With a tightly-guarded ticket list and a snaking queue onto the street outside, a tangible sense of anticipatory tension, uncertainty and thrill surrounds Idles’ early evening takeover of Komedia’s dark downstairs cavern, expanded from an in-store to accommodate demand.
Put on for fans who have bought new album ‘Joy As An Act Of Resistance’, there’s a whisper the band might have enforced an over-demanding schedule on themselves, having been minded to test the speakers and door hinges at a shop in Portsmouth earlier in the day. Their earlier soundcheck here, though, is said to have comprehensively allayed any concerns, with reports of a clobberingly loud, Swans-style tune-up.
Despite Idles being in the house, a lengthy wait ensues. The delay adds to the feel of this being a fully-fledged show rather than a passing promotional opportunity, and gives the room time to steadily morph from sparse post-work buzz to packed and expectant mob. Sure enough, within the space of half a song, these knowingly brutal Bristolians set a ferocious tone for a measured yet destructive display of near-carnal force.
Looking something like a cross between a Victorian malcontent and a revolutionary pirate, chief Idle Joe Talbot takes his responsibilities seriously and makes no secret of his troubled past – these days, he’s an eloquently persuasive poster boy against internalising and compounding personal problems. ‘1049 Gotho’, introduced by Talbot as a description of depression, sees him worry about possessing a body and mind unfit for life’s trials, but also blindsides with its grisly eroticism (“I pissed in the sink / As she slowly undressed”).
As they batter their guitars and drums, all five members strike a picture of cheery, violent relentlessness. They’re furiously impressive, not least on the unbridled anger of Talbot’s tribute to his mother, on which he decries the trappings of poverty and suggests Tories fear rich and educated enemies. Still, for all his cathartic anger and volcanic philosophising, this is more than an extended therapy session, becoming a generous round of request-taking from the pit, interspersed with the odd gutteral barb.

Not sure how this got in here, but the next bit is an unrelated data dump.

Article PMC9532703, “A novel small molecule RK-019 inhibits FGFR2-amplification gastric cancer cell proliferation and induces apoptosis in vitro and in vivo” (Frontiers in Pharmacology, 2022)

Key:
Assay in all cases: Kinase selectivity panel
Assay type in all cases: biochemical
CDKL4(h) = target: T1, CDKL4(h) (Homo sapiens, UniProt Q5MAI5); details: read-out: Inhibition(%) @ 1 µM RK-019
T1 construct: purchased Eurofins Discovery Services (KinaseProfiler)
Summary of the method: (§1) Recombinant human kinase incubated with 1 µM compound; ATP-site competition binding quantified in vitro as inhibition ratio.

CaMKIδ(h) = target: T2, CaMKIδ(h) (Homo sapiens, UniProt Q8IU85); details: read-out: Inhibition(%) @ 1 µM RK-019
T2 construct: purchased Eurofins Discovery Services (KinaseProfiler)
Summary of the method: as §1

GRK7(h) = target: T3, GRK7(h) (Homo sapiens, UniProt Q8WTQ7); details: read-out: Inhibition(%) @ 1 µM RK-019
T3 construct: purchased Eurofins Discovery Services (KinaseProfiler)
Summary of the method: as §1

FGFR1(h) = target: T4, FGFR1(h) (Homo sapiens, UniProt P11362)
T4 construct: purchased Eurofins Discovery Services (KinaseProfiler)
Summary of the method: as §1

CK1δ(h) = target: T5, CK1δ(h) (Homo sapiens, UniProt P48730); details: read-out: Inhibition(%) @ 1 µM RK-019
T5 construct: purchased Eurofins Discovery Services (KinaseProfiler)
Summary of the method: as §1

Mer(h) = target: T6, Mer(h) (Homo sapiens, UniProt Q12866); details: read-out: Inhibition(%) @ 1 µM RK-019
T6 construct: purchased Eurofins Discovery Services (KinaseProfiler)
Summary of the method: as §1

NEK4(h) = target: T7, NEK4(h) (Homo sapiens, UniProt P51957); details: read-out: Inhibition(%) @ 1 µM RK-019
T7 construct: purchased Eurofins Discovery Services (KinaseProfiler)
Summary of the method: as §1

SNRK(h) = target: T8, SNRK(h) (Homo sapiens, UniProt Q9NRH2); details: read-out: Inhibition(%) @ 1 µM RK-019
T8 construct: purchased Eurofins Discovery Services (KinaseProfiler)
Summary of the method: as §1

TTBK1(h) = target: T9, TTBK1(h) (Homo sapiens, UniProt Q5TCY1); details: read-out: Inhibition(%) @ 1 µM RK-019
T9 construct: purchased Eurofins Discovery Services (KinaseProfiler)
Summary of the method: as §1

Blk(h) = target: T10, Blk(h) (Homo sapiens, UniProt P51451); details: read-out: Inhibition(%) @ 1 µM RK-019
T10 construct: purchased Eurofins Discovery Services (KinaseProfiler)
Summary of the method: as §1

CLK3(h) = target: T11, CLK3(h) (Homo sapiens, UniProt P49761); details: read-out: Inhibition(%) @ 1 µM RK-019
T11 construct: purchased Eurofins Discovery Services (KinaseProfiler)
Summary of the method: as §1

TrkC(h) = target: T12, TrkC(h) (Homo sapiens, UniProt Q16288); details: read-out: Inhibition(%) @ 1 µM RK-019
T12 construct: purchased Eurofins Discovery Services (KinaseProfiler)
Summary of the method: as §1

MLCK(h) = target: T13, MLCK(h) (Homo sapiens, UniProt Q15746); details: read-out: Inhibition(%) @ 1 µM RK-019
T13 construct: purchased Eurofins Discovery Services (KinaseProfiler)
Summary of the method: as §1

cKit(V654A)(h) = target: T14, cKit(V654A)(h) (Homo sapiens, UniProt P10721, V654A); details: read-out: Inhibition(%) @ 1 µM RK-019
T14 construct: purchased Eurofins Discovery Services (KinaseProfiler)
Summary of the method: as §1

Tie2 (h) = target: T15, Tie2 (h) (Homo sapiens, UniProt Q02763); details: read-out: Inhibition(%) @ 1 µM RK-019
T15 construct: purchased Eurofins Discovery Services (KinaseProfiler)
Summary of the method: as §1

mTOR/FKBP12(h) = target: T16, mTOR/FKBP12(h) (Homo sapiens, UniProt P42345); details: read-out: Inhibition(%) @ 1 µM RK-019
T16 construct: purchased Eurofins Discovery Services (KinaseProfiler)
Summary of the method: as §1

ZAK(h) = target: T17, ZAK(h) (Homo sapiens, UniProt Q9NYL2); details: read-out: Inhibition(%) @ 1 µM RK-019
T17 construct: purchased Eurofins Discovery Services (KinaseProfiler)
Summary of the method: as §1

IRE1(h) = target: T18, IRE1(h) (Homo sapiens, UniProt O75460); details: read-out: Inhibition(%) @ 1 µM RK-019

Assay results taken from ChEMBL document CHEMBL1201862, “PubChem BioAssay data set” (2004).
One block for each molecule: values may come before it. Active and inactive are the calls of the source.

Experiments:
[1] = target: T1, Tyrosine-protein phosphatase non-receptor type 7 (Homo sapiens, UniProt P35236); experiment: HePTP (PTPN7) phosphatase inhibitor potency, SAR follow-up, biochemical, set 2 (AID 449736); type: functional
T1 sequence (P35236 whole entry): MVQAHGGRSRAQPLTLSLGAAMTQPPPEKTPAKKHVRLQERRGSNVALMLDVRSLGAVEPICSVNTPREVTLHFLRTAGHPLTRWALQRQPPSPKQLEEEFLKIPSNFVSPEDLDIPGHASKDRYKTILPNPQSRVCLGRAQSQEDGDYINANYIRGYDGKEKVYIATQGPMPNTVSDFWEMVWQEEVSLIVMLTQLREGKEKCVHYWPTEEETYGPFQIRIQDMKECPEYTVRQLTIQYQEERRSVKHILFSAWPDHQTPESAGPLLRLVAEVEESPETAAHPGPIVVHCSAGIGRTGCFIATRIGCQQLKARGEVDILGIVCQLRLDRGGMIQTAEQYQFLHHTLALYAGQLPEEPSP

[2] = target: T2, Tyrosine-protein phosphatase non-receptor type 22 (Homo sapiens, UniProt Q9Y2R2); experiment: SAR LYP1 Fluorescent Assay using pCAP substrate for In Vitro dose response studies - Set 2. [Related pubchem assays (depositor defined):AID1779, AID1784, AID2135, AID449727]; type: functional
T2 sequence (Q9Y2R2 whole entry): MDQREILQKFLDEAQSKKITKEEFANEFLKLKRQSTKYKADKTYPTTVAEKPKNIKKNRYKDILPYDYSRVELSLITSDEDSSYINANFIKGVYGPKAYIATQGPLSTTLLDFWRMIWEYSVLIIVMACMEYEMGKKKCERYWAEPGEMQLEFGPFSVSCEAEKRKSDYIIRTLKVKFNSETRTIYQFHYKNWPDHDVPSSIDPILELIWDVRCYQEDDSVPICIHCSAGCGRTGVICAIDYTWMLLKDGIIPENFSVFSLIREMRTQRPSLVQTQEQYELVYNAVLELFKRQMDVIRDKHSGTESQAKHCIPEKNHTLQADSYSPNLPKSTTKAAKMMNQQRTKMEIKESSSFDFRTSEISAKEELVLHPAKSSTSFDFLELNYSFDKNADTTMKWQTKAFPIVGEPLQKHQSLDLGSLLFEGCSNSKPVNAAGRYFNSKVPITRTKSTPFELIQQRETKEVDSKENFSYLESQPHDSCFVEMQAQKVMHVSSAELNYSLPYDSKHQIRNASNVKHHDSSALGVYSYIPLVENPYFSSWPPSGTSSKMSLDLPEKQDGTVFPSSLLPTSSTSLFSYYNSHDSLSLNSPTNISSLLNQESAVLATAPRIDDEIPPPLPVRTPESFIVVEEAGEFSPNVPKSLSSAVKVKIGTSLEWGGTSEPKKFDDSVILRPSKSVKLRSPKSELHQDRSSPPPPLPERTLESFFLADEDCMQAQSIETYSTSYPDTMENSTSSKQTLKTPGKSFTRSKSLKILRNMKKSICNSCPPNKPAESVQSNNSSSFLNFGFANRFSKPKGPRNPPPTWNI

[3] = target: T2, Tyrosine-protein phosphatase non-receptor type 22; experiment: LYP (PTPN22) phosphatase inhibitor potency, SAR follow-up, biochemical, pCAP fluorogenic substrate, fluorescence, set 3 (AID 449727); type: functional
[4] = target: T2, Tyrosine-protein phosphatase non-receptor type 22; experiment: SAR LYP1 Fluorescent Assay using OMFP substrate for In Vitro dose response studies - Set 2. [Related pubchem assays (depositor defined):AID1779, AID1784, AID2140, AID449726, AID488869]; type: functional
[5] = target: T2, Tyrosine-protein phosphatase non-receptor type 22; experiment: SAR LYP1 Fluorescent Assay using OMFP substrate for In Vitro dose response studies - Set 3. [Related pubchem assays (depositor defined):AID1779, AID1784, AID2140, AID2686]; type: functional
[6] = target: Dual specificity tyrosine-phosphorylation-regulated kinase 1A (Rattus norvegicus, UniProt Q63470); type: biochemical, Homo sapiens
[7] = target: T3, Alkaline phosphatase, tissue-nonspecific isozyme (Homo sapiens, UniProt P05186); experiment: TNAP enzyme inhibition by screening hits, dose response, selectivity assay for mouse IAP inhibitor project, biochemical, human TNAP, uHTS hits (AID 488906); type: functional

Like Slaves, their fellow punk snarlers to have played at the invitation of Resident recently, Idles combine a consistent vehemence with a certain inscrutability. As the album title suggests, they want to promote liberal openness, dialogue about social and political divisions and, optimistically, love. But doing that, for Talbot, inevitably entails singing about the things he hates – Brexit, inequality, toxic masculinity, elitism.
By the time they roll out ‘Danny Nedelko’, their single written for the Ukrainian leader of the band Heavy Lungs, providing a personal swerve on the voice lacked by immigrants, the atmosphere is approaching genuine anarchy. It has, says Talbot, made them feel like The Beatles. When he thanks security staff for keeping everyone safe, it’s sincere.
Part of this incendiary mood is down to Idles’ more composed sections, when they show a taste for the haunting and cinematic, tensely building into successive explosions of rage and wit. Without the unexpected illness of someone connected to the band, explains Talbot, their set would have gone on longer. Viewers at the front, where a full-on pile-on seems in motion, might be glad to get their breaths back.
Komedia, Monday 3rd September 2018
Photos by Sam Sesemann